In Susan Sontag’s seminal collection of essays, On Photography (1977), she states: “Photographs are a way of imprisoning reality … One can’t possess reality, one can possess images – one can’t possess the present, but one can possess the past.”
With this in mind, all images are frameworks. They offer a version of a particular moment, as Sontag posits, that we can never really “possess” or understand in all its entirety. We can only “see” what the photographer allows us to, in the same way that we can only “perceive” that which our body allows.
For many Magnum photographers, windows play with a sense of freedom and the boundary lines between public and private; outside and inside. These concepts feel increasingly relevant as we head into a second surge of Covid-19 cases and nationwide curfews.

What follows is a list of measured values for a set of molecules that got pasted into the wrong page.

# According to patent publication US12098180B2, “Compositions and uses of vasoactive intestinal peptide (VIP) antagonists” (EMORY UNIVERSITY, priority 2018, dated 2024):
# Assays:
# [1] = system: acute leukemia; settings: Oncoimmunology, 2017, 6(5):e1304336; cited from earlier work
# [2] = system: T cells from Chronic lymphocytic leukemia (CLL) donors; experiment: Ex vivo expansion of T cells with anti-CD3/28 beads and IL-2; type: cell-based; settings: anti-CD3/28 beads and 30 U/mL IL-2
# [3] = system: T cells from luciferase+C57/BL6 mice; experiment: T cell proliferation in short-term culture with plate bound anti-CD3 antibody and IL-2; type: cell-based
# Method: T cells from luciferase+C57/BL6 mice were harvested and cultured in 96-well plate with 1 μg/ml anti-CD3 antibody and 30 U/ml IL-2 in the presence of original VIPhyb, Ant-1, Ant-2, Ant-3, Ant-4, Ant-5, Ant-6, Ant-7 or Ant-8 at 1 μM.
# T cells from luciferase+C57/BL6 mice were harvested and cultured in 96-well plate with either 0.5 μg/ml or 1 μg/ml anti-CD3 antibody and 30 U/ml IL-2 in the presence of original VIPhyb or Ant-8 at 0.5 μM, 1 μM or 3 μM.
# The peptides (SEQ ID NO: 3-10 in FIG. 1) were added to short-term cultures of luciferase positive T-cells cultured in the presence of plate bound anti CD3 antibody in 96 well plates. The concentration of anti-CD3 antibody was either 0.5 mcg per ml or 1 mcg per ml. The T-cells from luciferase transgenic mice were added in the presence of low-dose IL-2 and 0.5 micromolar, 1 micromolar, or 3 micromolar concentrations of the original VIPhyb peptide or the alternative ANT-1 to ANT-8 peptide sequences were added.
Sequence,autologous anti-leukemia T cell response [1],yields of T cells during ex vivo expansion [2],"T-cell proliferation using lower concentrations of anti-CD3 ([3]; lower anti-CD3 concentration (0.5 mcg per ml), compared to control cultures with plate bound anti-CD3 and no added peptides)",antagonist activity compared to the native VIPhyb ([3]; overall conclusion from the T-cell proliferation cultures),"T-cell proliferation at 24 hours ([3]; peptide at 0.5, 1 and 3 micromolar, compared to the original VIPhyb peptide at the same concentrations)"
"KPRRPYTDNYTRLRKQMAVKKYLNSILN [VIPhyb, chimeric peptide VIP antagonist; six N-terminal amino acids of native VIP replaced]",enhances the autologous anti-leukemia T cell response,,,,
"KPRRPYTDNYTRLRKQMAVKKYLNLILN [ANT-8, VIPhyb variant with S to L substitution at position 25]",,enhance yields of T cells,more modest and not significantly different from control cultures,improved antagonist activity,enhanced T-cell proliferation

Aesthetica‘s Assistant Editor, Kate Simpson, curates a collection of images from Magnum’s archive, considering the acts of looking and seeing between public and private worlds.
To read the full article on Magnum, click here.
1. Alex Majoli, USA. NYC. June 21st, 2017.© Alex Majoli/Magnum Photos.
2.Christopher Anderson, USA. NYC. 2016. Tatyana Enkin and Warren Estis at their home on the 86th floor of the Trump Tower at United Nations Plaza. © Christopher Anderson/Magnum Photos.
3. Christopher Anderson, USA. Brooklyn, NY. 2009. Marion on bed. From the book SON (2012). © Christopher Anderson/Magnum Photos.